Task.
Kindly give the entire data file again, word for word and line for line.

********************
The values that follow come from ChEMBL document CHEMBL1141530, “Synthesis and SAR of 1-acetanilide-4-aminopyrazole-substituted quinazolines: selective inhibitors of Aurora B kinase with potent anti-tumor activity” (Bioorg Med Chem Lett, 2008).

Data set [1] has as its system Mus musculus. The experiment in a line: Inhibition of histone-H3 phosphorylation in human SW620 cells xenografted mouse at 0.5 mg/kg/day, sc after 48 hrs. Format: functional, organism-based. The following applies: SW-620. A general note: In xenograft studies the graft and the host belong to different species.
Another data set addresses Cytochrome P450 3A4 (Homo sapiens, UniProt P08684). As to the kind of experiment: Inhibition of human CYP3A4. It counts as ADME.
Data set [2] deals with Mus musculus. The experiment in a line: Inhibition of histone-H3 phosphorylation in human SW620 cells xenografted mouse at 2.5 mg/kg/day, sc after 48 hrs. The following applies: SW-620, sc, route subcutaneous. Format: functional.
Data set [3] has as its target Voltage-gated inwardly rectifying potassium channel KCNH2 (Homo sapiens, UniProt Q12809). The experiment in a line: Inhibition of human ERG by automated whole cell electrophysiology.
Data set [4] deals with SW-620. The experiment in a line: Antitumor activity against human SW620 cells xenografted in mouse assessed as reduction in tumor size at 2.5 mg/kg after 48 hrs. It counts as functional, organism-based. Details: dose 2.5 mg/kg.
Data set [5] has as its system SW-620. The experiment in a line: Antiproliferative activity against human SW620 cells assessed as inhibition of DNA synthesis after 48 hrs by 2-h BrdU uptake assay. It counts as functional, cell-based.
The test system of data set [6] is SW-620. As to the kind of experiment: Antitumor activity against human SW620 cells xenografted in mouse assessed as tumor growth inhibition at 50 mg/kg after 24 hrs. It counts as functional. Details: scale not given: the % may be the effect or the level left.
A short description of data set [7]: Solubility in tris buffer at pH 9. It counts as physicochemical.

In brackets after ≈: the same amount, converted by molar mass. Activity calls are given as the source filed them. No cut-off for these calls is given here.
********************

The values that follow come from ChEMBL document CHEMBL1141530, “Synthesis and SAR of 1-acetanilide-4-aminopyrazole-substituted quinazolines: selective inhibitors of Aurora B kinase with potent anti-tumor activity” (Bioorg Med Chem Lett, 2008).

Data set [1] has as its system Mus musculus. The experiment in a line: Inhibition of histone-H3 phosphorylation in human SW620 cells xenografted mouse at 0.5 mg/kg/day, sc after 48 hrs. Format: functional, organism-based. The following applies: SW-620. A general note: In xenograft studies the graft and the host belong to different species.
Another data set addresses Cytochrome P450 3A4 (Homo sapiens, UniProt P08684). As to the kind of experiment: Inhibition of human CYP3A4. It counts as ADME.
Data set [2] deals with Mus musculus. The experiment in a line: Inhibition of histone-H3 phosphorylation in human SW620 cells xenografted mouse at 2.5 mg/kg/day, sc after 48 hrs. The following applies: SW-620, sc, route subcutaneous. Format: functional.
Data set [3] has as its target Voltage-gated inwardly rectifying potassium channel KCNH2 (Homo sapiens, UniProt Q12809). The experiment in a line: Inhibition of human ERG by automated whole cell electrophysiology.
Data set [4] deals with SW-620. The experiment in a line: Antitumor activity against human SW620 cells xenografted in mouse assessed as reduction in tumor size at 2.5 mg/kg after 48 hrs. It counts as functional, organism-based. Details: dose 2.5 mg/kg.
Data set [5] has as its system SW-620. The experiment in a line: Antiproliferative activity against human SW620 cells assessed as inhibition of DNA synthesis after 48 hrs by 2-h BrdU uptake assay. It counts as functional, cell-based.
The test system of data set [6] is SW-620. As to the kind of experiment: Antitumor activity against human SW620 cells xenografted in mouse assessed as tumor growth inhibition at 50 mg/kg after 24 hrs. It counts as functional. Details: scale not given: the % may be the effect or the level left.
A short description of data set [7]: Solubility in tris buffer at pH 9. It counts as physicochemical.

In brackets after ≈: the same amount, converted by molar mass. Activity calls are given as the source filed them. No cut-off for these calls is given here.